An anonymous reader writes: The CIA's internal watchdog is investigating allegations that the agency improperly spied on Senate staffers probing secret details of a now-defunct interrogation program.

Senator Dianne Feinstein acknowledged Wednesday the existence of the probe, which highlights a rare public clash between lawmakers on the Senate Intelligence Committee she chairs and the US espionage community it oversees.

Submission + - Ask Slashdot: Linux for Grandma? 2

BlazeMiskulin writes: With XP approaching end-of-life, I find myself in a situation that I'm guessing is common: What to do with Mom's machine (or "grandma's machine" for the younger of you). Since a change has to be made, this seems like a good time to move to a Linux distro.

My mother (82) uses her computer for e-mail and web-browsing only. I know that any distro will be able to handle her needs. I've been using Linux (Ubuntu, CentOS, and Redhat--usually with KDE interface) for about 10 years now, but I know that my preferences are quite different from hers.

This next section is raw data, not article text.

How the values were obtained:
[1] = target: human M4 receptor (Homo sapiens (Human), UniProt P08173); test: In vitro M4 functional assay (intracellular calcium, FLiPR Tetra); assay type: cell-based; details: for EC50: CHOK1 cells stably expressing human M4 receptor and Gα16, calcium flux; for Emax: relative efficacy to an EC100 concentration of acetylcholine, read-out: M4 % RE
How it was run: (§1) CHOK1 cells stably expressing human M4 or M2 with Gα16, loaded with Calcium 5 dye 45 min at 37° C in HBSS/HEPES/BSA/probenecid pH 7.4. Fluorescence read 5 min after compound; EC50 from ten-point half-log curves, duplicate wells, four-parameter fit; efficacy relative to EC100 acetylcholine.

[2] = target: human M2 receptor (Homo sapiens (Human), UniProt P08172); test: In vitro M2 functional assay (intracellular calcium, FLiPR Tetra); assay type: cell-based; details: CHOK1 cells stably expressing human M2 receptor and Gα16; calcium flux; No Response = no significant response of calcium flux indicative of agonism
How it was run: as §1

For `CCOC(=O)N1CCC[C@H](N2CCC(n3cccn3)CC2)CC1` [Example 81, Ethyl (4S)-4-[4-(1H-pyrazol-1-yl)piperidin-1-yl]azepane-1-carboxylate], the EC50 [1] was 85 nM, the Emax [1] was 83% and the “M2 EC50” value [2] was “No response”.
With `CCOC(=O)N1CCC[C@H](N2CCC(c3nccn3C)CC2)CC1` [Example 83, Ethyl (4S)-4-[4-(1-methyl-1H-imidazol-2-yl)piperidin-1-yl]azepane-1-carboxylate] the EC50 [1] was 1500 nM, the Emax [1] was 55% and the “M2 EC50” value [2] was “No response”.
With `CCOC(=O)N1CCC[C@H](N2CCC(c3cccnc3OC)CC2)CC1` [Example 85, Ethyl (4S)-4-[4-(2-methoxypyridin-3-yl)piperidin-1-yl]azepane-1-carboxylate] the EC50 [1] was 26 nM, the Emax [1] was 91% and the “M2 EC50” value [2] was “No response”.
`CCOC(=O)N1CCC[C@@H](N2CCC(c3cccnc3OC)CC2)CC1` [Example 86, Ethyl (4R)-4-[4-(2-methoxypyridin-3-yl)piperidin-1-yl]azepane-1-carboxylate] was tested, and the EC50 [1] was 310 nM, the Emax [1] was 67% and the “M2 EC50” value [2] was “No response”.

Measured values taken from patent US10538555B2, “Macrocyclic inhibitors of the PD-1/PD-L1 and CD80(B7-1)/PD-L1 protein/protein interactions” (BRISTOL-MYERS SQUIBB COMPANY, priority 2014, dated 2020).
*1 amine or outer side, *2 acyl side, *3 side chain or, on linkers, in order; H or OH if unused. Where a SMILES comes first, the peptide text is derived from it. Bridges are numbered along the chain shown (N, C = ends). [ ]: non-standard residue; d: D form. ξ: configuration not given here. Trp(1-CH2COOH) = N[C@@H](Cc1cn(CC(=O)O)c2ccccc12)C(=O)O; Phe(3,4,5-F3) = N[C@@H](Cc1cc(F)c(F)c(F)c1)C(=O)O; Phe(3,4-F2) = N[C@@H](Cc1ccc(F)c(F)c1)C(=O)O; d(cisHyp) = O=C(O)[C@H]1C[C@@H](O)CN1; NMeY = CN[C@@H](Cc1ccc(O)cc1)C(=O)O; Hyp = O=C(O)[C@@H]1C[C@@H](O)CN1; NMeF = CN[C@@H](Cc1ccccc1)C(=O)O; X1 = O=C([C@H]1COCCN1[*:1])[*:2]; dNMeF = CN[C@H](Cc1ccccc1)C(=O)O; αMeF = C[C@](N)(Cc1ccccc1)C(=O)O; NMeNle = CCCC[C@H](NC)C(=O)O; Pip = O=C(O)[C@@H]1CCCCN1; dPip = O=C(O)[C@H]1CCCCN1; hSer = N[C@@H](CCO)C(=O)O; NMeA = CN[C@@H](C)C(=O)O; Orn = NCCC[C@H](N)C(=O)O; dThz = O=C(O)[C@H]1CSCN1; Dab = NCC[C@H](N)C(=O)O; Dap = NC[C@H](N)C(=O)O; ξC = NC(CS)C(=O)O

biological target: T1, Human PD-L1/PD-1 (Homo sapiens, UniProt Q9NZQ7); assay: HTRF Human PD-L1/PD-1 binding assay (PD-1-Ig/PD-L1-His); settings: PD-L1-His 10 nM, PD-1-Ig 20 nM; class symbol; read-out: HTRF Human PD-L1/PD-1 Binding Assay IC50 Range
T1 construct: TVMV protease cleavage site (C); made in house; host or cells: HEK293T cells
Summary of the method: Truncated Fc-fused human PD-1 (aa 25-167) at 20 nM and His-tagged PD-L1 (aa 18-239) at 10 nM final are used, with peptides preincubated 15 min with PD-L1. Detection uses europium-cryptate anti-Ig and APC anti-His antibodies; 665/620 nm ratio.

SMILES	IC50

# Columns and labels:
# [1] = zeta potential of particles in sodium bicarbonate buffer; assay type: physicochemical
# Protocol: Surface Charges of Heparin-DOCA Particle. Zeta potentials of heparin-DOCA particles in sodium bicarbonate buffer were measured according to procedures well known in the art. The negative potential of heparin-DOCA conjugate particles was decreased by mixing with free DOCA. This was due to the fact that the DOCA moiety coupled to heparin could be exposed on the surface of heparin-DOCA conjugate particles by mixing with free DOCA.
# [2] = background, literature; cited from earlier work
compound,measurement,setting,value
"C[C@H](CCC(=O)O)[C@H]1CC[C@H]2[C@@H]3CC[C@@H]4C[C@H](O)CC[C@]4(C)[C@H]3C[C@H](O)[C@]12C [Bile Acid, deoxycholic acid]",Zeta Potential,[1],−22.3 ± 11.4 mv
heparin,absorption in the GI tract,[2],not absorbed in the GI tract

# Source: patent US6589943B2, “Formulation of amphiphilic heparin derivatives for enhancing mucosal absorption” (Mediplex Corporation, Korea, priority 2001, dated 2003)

I have my own ideas, but I'm curious what others think: What combination of distro and UI would you recommend for an old, basic-level user who is accustomed to the XP interface and adverse to change?

Submission + - Facebook to Pay City $200K-a-Year for a Neighborhood Cop

theodp writes: Valleywag reports that Facebook just bought itself a police officer and questions what kind of mechanism will be in place to make sure the officer — whose position Facebook has agreed to fund to the tune of $200K-a-year for 3 years — doesn't provide preferential protection for the social network giant and its employees. It's probably a fair question, considering that U.S. Attorney General Eric Holder made the City of New Orleans enter into a federal consent decree designed to address the "divided loyalties" of the city's moonlighting police officers. But for now, everything's hunky-dory in Menlo Park, where Police Chief Robert Jonsen called the deal a "benchmark in private-public partnerships". No doubt it is, as was last week's Google-City of San Francisco deal to fund free bus passes for low- and middle-income kids. But is giving earmarked funding to facilitate self-serving city expenditures a good or bad development?